Here All Year

Metastatic Breast Cancer in Men

Help us spread the word… year-round!

Each month, our Here All Year campaign explored a new topic around metastatic breast cancer—from myth and stigma busters, to new research and strategies for improving outcomes. Want to help make a difference for people living with MBC, all year long? Dig deeper into the research, explore the available resources, watch patient stories and share them on your social and email channels.

Metastatic Breast Cancer in Men

Breast cancer in men is rare—occurring much less often than breast cancer in women—but the diseases are similar in many ways. Men carry a higher mortality than women, primarily due to a lack of awareness among men who are less likely to assume a lump is breast cancer, which can cause a delay in seeking treatment. Share the facts and videos available here to help raise awareness. As MBC Alliance member, The Male Breast Cancer Coalition, always says, “Men have breasts, too!”

Males have historically been excluded from clinical trials of breast cancer drugs which has resulted in limited FDA-approved treatment options for males with breast cancer. Clinical management of male breast cancer is generally based on clinical experience with breast cancer in females and data from studies conducted in females with breast cancer. The FDA now recommends that clinical trials of breast cancer drugs allow for inclusion of both males and females.
This year, an estimated 2,620 men in the United States will be diagnosed with breast cancer. Black men have the highest incidence rates and typically have a lower chance of survival. Individual survival rates depend on different factors, including the stage of the disease when it is first diagnosed. While the 5-year survival rate of men with breast cancer is 96%, if the cancer has spread to a distant part of the body (metastatic/StageIV), the 5-year survival rate is 22%.
About 1 out of 5 men who develop breast cancer has a family history of the disease. These men may have inherited a mutation in the BRCA1 or BRCA2 genes or other genes, which can increase risk for breast cancer and are also linked to other cancers. Male patients diagnosed with breast cancer should be counseled about genetic testing for their own health and for the health of their families.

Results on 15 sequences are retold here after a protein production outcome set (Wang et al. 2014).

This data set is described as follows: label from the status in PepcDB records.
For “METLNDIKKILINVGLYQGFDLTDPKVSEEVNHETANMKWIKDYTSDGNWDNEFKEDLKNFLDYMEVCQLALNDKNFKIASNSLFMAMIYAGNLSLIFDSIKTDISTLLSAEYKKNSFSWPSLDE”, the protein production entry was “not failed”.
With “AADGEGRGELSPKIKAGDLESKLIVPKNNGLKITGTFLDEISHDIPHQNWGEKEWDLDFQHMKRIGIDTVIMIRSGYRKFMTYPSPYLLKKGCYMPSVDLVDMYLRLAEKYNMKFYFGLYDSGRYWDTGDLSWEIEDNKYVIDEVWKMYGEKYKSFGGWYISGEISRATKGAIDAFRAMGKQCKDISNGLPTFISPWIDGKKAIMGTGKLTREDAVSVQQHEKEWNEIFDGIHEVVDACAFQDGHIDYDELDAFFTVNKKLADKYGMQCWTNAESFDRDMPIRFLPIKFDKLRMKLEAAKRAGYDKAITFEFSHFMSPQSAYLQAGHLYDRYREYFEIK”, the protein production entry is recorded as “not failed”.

This is Antonio Venturini from Johannesburg, South Africa. An inverted nipple was a sign of concern for him, but it took his wife “deceiving” him into going to a GP for a mole on his back. Being diagnosed initially with stage 3 breast cancer at the age of 39 made his head spin. Now with a metastatic diagnosis, listen to his story—Antonio is Here All Year!
Meet Ambrose Kirkland from Tallahassee, Florida. Ambrose was first diagnosed on November 1, 2001.  He also found out he was positive for the MRE11A and the NBN gene mutations. Ambrose also has thyroid cancer and is currently being tested for a mass on his kidney. Ambrose wants everyone to know, he is Here All Year!
Eric Pieszala recalls hearing about a Monsignor in elementary school who had breast cancer but never imagined saying those words himself. What he thought was a cyst actually changed his life forever. Diagnosed with MBC in 2019, Eric urges men to get anything out of the ordinary checked out by their doctors. He also wants people to know he is Here All Year!
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